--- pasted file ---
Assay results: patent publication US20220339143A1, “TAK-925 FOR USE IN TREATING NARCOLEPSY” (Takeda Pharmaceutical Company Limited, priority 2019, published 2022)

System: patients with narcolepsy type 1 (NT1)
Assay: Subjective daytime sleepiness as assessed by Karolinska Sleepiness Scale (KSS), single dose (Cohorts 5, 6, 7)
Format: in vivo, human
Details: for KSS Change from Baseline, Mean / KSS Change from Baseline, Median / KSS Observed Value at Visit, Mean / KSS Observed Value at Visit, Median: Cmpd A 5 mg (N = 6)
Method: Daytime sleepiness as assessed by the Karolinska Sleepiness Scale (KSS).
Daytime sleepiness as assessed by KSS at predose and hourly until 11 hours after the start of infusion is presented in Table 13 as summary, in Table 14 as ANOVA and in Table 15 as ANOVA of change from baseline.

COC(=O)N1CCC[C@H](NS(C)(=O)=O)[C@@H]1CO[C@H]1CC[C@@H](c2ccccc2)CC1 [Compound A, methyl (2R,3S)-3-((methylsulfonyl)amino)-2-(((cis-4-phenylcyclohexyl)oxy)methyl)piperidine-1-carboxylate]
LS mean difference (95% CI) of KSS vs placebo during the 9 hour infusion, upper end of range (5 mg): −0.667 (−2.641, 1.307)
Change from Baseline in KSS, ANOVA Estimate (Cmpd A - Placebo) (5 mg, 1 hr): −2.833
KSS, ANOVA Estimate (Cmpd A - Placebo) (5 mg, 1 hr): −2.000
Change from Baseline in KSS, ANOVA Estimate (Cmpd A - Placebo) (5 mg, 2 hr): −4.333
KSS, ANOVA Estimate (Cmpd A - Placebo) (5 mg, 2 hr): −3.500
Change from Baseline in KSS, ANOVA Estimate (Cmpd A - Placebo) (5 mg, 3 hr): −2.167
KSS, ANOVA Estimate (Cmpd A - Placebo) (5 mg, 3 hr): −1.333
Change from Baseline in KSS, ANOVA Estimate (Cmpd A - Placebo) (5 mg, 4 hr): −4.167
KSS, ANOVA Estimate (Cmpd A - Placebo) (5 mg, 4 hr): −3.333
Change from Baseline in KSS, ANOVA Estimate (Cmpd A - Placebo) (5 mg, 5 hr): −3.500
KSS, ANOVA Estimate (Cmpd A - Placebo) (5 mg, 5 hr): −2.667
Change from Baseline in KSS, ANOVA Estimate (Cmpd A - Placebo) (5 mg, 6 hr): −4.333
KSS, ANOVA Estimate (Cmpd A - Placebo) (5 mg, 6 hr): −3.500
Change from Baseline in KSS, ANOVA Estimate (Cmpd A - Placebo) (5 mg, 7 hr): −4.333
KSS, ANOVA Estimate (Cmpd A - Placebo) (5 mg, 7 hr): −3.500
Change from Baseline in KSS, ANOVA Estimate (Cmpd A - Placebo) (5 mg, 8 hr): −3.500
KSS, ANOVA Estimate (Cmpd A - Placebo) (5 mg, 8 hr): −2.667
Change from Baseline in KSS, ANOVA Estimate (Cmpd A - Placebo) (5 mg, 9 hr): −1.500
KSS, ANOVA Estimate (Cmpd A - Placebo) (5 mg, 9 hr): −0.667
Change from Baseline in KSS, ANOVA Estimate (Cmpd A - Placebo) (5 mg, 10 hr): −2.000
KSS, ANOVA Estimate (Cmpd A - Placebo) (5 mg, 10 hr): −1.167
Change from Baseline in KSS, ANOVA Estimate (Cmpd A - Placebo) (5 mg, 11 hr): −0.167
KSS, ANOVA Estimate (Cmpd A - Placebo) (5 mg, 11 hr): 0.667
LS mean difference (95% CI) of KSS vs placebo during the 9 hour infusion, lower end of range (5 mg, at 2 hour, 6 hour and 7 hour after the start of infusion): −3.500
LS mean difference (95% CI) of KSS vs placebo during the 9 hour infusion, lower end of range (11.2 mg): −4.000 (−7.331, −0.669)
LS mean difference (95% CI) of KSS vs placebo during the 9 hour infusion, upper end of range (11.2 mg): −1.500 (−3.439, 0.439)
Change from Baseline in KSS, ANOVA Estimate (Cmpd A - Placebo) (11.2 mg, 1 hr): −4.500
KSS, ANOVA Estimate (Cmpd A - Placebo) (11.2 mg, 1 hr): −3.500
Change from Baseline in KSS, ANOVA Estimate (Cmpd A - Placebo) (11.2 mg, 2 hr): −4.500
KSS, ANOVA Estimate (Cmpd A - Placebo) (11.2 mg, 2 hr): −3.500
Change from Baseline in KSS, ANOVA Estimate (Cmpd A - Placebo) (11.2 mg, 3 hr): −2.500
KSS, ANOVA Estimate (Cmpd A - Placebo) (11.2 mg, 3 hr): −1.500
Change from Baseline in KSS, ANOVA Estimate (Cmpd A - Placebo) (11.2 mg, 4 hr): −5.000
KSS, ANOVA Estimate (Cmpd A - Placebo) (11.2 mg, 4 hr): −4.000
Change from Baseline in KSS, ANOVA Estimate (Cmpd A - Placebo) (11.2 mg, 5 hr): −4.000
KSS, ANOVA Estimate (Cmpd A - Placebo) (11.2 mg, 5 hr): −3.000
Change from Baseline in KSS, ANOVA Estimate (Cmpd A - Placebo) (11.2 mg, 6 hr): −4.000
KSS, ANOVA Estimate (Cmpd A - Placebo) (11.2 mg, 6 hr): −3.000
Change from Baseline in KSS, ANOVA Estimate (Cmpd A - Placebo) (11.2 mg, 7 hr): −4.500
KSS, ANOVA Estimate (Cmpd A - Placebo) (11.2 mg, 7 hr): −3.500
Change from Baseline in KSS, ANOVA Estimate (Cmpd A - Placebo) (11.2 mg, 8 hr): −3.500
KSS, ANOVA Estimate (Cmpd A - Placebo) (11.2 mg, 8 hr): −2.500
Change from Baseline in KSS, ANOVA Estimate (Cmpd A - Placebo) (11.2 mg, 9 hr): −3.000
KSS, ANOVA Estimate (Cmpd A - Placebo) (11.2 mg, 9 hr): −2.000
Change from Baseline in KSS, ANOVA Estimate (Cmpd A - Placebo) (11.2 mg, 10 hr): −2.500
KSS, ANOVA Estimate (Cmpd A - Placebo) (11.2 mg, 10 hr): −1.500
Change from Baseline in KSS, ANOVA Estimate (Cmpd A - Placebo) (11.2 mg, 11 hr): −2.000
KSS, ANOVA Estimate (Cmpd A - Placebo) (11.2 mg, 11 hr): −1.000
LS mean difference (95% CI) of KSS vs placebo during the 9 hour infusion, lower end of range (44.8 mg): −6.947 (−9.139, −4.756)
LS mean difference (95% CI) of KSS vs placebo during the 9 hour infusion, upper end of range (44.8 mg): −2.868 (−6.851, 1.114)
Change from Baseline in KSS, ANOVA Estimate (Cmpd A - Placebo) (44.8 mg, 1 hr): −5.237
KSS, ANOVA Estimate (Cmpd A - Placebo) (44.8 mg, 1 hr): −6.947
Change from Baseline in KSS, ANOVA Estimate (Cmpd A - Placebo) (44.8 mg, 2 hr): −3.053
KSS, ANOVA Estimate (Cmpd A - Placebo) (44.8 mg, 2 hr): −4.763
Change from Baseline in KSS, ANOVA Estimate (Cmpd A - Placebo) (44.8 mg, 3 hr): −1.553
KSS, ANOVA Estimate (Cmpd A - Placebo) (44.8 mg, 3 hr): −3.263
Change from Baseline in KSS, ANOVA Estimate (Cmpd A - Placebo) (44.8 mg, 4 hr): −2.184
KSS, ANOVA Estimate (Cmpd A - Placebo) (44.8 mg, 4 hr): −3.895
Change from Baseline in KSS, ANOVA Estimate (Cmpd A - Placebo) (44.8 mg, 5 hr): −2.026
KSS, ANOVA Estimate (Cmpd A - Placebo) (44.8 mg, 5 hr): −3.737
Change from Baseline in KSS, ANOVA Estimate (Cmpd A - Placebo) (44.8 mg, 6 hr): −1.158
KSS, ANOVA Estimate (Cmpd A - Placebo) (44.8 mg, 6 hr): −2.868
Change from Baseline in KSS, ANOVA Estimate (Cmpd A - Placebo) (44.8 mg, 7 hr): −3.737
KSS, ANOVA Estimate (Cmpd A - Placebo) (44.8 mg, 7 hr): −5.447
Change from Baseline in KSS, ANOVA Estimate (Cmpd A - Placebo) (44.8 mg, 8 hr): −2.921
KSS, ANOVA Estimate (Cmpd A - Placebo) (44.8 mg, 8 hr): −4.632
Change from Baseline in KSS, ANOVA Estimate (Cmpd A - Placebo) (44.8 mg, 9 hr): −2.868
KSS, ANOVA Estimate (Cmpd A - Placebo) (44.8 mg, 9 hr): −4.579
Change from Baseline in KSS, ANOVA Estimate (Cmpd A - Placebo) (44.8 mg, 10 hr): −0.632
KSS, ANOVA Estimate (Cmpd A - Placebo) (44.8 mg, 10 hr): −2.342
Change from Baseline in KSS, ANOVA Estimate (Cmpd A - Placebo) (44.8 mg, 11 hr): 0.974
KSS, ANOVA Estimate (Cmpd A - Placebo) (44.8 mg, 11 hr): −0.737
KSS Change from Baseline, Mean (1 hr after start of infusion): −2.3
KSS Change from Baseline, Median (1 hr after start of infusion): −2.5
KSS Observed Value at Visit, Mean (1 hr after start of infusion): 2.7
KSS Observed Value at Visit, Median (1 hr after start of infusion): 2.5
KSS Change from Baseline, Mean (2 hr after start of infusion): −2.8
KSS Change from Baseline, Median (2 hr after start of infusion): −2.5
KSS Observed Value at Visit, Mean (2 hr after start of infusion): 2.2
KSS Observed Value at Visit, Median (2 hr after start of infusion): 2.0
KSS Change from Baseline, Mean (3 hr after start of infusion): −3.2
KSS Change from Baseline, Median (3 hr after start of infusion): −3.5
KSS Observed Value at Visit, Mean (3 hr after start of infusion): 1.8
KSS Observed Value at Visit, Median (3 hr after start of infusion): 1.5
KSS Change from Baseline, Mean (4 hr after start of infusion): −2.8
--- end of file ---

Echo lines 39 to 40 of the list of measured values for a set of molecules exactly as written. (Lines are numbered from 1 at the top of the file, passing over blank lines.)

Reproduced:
Change from Baseline in KSS, ANOVA Estimate (Cmpd A - Placebo) (11.2 mg, 3 hr): −2.500
KSS, ANOVA Estimate (Cmpd A - Placebo) (11.2 mg, 3 hr): −1.500